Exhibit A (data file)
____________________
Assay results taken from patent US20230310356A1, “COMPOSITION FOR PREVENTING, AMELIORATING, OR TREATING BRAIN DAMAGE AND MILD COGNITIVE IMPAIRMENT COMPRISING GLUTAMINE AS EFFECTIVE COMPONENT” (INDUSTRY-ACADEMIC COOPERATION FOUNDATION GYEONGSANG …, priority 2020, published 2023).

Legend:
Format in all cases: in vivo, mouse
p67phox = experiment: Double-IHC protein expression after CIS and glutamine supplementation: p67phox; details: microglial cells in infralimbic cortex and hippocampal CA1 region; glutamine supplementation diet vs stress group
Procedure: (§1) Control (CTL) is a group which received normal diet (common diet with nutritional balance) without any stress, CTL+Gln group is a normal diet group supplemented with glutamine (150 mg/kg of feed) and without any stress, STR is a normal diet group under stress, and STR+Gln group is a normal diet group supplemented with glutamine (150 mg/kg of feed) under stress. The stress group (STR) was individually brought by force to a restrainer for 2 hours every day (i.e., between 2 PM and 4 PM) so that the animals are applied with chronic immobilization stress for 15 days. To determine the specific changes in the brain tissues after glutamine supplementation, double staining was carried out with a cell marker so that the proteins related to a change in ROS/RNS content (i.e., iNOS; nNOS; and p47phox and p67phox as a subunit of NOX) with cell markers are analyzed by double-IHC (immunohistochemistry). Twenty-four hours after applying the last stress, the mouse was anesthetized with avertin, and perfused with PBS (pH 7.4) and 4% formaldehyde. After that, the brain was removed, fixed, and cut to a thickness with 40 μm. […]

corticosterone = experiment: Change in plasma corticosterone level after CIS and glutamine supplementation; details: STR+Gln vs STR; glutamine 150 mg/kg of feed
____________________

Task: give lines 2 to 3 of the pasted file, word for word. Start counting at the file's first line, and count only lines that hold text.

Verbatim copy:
Legend:
Format in all cases: in vivo, mouse